For Durkheim and Mauss, sociology and anthropology could not be separated, and in Mauss's work anthropology came to predominate. This predominance was played out in two discrete, although interconnected ways - through analyses of the dynamics and patterns of social interaction, and in comparative analyses of civilizations. In both The Gift (1925) and 'Civilizations: Elements and Forms', Mauss extends the model already present in the 1913 'Note on the Notion of Civilization'.
In The Gift, Mauss argues that the exchanges of archaic societies which, in his view, are civilizations - are made up of a totality which includes the economic, judicial, moral, aesthetic and religious aspects of life. Their meaning can be grasped only if their interrelation is grasped also. In 'Civilizations: Elements and Forms', Mauss distinguishes between what has become the everyday usage of 'civilization', and a more complicated usage which defines it as an amalgam of social processes which may include state-formation, as well as the development of cultural and religious systems of belief. The two processes may not coincide. For Mauss, civilization cannot be reduced to the political history of a particular people, in the West or elsewhere, or a form of state. From the perspective of their cultural component, civilizations are more territorially open and extensive than empires or states.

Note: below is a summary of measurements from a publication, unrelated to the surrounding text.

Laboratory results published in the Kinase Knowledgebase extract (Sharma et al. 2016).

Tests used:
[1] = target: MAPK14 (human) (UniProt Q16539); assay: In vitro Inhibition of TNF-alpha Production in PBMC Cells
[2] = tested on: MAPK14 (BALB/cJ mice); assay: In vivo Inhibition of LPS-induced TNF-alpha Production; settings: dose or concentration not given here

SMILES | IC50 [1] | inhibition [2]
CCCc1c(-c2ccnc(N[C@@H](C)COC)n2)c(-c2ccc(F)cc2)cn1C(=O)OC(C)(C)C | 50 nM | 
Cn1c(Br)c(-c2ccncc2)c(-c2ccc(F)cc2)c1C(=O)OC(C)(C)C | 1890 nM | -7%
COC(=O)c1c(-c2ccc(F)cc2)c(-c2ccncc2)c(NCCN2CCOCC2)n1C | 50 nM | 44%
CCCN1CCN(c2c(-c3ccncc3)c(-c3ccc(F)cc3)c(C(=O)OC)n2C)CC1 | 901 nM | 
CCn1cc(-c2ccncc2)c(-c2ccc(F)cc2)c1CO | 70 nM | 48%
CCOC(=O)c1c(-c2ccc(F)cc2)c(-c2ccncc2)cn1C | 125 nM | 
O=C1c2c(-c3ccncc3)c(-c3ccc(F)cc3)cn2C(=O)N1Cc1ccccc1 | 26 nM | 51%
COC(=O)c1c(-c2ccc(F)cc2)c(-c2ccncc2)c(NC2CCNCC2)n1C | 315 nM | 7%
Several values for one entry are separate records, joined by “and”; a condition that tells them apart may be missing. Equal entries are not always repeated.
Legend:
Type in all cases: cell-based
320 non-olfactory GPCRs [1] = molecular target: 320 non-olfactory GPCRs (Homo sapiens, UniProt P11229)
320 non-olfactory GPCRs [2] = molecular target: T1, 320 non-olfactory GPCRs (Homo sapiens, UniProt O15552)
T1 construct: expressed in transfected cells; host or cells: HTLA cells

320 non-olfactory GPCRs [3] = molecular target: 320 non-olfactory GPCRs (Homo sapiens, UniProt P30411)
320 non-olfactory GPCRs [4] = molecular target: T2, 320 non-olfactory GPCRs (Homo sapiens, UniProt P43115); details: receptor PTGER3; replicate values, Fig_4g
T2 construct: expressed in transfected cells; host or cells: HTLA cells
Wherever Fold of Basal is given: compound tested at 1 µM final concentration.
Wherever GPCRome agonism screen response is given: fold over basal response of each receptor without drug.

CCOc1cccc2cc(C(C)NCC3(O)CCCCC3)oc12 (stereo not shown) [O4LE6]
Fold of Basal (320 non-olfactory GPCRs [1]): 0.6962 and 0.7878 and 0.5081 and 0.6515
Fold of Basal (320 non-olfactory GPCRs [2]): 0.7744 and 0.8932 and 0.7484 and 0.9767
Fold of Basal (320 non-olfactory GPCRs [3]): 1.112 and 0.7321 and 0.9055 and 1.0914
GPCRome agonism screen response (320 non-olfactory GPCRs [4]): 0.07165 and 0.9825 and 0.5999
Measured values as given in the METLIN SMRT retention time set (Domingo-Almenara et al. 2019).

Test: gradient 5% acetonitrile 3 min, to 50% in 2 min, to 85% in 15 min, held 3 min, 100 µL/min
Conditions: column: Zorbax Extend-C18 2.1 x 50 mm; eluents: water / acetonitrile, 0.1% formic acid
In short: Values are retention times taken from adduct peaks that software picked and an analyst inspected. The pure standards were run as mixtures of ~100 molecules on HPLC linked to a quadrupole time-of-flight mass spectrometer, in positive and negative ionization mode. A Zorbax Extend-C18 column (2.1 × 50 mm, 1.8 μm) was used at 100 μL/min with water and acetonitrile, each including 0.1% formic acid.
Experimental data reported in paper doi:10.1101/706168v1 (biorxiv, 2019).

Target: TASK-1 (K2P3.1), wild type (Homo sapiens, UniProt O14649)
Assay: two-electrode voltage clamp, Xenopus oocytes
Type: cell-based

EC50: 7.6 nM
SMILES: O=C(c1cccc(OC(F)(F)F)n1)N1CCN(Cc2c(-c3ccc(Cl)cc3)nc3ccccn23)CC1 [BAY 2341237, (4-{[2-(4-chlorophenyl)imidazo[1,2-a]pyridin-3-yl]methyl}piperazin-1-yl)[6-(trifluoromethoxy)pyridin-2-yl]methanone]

Each direction in Mauss's work is underpinned by the Durkheimian emphasis on the social facticity of collective representations. Collective representations provide the specificity that each civilization acquires, thus providing the basis for a comparison between them, even if, as Mauss seems to think, modern civilization is typified by an increasing combination of nations with industrialism, the result of which is the globalization of Western industrial civilization at the expense of more diverse forms.